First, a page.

The Europeans experimented with manufacturing various grain sizes and determined that larger grains are more suitable for larger guns and cannons and smaller grains, which are quick burning, are more suitable for pistols. Hence, they were the first to produce different types of gunpowder, each of uniform grain sizes. Because of this uniformity and consistency, European gunpowder was generally regarded as higher quality than gunpowder manufactured in America or Asia. However, not all European countries were producing quality black powder. W.W. Greener's book, The Gun and its Development from the mid 1850s, mentions that powder in England is of various grades and makers like Curtis & Harvey and Pigou, Wilks & Lawrence make some quality powders. He says that a grain size classified as "African" is very good for export purposes, but cautions to buy a powder marked "Brazil" designed for export to South America saying that it looks very attractive because it is highly glazed, but is actually a very poor quality powder. Apparently, the South Americans valued its shiny looks more than its shooting properties and the author mentions that the only reason to buy this is for trading purposes. He says that Spanish powder quality varies upon locality and that the Swedes and Norwegians make very good quality powder, but unfortunately in limited quantities for their own markets only. He also says that German powders also vary depending on locality, but some are very high quality, sometimes even exceeding the finest English powders of the time. He classifies the powders made by the French (and all the French possessions at the time) to be the worst quality and full of dust, due to the fact that the manufacture of black powder was a monopoly held by the French government at that time and they didn't allow imports of black powder from other countries either.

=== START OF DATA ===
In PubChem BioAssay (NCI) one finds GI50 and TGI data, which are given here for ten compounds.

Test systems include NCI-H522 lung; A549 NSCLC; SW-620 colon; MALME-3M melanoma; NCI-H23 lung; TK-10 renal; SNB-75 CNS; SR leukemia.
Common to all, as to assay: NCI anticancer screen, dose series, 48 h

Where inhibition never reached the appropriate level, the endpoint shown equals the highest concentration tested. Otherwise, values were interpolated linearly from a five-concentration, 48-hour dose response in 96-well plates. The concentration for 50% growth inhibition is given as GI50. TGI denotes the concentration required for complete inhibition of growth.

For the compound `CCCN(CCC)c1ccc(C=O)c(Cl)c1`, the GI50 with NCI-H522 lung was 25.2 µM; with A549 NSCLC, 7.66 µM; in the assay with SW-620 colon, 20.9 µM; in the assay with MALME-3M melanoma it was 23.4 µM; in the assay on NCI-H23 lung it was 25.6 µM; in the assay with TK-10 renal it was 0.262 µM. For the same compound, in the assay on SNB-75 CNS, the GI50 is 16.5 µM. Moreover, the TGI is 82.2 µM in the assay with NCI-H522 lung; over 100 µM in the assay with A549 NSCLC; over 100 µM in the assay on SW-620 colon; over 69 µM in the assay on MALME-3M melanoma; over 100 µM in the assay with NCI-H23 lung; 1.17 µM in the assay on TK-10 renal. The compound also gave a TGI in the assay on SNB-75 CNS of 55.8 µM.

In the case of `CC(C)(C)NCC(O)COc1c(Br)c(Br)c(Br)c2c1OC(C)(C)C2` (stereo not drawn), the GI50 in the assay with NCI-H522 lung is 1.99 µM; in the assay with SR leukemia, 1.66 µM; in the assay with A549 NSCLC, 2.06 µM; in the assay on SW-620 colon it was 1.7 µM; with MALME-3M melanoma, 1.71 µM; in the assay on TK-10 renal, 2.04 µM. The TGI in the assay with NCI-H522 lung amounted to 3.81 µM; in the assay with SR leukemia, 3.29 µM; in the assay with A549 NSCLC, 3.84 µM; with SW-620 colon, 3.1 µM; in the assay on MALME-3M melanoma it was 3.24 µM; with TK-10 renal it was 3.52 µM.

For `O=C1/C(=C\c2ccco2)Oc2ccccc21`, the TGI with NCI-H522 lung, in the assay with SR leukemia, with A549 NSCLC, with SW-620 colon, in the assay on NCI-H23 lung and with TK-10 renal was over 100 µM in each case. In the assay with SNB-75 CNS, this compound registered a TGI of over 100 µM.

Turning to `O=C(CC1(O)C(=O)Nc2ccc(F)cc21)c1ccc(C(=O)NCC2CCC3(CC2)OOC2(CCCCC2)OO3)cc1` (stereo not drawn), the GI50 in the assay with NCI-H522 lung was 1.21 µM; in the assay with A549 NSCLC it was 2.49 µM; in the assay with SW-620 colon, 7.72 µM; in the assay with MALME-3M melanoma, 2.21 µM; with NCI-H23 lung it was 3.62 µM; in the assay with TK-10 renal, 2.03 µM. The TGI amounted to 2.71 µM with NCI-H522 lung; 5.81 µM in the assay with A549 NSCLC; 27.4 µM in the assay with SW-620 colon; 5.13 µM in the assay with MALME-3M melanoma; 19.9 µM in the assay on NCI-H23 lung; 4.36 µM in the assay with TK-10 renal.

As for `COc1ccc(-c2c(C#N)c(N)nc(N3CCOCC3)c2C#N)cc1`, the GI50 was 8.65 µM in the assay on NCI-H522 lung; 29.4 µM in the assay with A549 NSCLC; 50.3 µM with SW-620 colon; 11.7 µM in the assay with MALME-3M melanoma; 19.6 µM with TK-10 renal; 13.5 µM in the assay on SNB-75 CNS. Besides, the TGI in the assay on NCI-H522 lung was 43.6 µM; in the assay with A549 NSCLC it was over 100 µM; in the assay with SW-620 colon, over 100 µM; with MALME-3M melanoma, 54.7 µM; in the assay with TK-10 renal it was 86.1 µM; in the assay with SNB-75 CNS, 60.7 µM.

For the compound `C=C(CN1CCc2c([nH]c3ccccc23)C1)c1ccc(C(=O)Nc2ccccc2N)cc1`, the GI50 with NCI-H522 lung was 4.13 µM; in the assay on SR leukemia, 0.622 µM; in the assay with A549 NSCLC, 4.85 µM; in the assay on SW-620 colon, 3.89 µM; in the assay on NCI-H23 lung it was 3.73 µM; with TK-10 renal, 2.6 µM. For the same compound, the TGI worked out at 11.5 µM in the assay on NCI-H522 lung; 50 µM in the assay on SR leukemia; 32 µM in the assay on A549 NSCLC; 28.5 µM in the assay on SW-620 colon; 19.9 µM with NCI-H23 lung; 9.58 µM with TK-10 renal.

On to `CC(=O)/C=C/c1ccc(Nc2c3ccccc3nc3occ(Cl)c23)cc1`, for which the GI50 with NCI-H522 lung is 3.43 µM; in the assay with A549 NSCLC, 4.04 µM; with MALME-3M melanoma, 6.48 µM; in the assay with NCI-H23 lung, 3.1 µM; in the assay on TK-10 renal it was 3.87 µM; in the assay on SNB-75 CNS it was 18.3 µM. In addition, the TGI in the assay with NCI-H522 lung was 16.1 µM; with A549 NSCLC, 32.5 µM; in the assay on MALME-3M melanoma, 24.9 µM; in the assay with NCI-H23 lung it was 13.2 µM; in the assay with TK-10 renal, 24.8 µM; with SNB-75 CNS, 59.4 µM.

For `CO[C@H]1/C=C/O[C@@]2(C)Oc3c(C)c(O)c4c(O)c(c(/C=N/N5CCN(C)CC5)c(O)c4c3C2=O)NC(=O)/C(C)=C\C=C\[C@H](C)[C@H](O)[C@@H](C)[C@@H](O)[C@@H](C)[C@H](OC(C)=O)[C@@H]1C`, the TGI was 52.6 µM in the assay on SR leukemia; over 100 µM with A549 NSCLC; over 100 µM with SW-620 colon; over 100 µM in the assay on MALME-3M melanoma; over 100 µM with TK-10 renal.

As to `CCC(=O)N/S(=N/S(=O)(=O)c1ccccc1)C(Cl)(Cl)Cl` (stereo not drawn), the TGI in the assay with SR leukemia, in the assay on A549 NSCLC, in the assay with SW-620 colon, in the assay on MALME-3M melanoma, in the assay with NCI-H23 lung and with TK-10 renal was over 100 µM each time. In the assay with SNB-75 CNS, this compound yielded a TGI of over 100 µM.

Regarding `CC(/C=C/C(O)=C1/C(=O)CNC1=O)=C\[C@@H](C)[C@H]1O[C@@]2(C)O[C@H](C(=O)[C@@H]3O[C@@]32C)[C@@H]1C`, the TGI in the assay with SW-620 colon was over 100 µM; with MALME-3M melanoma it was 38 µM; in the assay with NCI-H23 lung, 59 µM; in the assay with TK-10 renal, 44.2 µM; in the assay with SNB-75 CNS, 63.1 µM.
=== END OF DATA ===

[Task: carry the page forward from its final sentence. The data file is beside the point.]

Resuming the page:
By the 1750s, the ratio of 15:3:2 by weight (i.e. 75% potassium nitrate, 15% charcoal and 10% sulfur) was becoming common in most of Europe and by 1800, it was the ratio used around the world and is still the standard today.

The process of manufacturing corned black powder is still the same, except that since the 1800s, the process of grinding and mixing the materials has been largely automated. In the early 1800s, the common type of mill used for grinding was the edge runner mill. This is an ancient type of mill that was invented in China in the 5th century AD and spread to Europe about 800 years later. It was commonly used for hulling rice and crushing ore. It consists of one or more heavy disks set on their edges and a circular lower milling trough or tray. The disks roll around the trough in a circular path and crush everything in their way.

Public domain image courtesy wikipedia.com

These mills were usually driven by water power and therefore the powder factories were located close to rivers. Edge runner mills are still used in food processing today and are seen in some chocolate factories.

Most modern processes use a ball mill to do the job. It consists of a hollow cylinder into which the raw materials are put in. There are also a number of balls made of lead, brass or bronze put into the cylinder. These materials are chosen because they are non-sparking in nature. The materials are put in the cylinder and water or alcohol is added to keep it wet. The cylinder is then closed and rotated about its axis for about 3 hours.

The balls rub among themselves and grind up the raw materials between them into a fine powder. After some time, the cylinder is opened and the ground up material is extracted. In some cases, the three ingredients are ground up separately and then combined later. In other cases, the three ingredients are put into the mill simultaneously and ground up together. The three powdered ingredients are mixed together when wet and then pressed into cakes, which are dried and then broken up into grains which are sorted by sieves into various standardized sizes.

Black powder was the only propellant used between the 1200s to the late 1800s or so. One of the problems with black powder is that it leaves behind a lot of residue, which means that guns need to be cleaned every few shots or so. The invention of smokeless powders in the late 1800s reduced the need for black powder, since smokeless powders burn cleaner and with more power than black powder. These days, the only users of black powder are those that wish to hunt with weapons similar to what their ancestors used.